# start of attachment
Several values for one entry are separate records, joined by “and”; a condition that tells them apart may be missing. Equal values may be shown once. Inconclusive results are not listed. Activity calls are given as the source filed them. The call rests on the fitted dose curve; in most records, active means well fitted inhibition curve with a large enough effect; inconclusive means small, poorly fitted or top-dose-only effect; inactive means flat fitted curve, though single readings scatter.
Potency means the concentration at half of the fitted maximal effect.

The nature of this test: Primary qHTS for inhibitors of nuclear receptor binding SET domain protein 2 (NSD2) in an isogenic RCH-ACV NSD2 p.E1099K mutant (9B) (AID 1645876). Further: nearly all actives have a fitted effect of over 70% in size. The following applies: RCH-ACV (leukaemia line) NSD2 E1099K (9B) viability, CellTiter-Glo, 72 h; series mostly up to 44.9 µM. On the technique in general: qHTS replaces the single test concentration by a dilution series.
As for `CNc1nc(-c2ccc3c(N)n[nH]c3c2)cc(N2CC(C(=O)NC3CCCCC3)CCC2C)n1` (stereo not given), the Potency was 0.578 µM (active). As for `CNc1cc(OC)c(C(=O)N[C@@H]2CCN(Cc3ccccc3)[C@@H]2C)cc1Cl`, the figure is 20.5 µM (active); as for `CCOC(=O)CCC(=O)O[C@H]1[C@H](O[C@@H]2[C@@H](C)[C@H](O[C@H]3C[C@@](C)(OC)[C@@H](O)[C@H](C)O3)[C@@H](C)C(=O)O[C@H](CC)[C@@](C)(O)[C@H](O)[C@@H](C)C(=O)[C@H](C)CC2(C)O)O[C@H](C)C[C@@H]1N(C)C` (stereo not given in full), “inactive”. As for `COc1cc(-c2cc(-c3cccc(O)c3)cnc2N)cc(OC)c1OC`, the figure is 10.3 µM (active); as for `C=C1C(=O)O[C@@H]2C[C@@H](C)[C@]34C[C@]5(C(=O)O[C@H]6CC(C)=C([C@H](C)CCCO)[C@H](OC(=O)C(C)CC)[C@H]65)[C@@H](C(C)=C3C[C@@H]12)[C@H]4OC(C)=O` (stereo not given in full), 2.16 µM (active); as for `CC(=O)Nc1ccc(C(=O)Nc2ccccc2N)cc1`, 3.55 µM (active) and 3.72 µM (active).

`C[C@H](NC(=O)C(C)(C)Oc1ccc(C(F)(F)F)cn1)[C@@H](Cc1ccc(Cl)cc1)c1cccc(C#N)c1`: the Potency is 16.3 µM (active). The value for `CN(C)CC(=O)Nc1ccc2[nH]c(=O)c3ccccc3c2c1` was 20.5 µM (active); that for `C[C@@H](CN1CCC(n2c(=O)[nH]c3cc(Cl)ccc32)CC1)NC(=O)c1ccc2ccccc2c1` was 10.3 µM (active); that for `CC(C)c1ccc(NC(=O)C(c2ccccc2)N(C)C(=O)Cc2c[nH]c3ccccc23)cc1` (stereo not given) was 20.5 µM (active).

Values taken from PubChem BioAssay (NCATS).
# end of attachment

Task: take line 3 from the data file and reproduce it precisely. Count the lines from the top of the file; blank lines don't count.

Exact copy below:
The nature of this test: Primary qHTS for inhibitors of nuclear receptor binding SET domain protein 2 (NSD2) in an isogenic RCH-ACV NSD2 p.E1099K mutant (9B) (AID 1645876). Further: nearly all actives have a fitted effect of over 70% in size. The following applies: RCH-ACV (leukaemia line) NSD2 E1099K (9B) viability, CellTiter-Glo, 72 h; series mostly up to 44.9 µM. On the technique in general: qHTS replaces the single test concentration by a dilution series.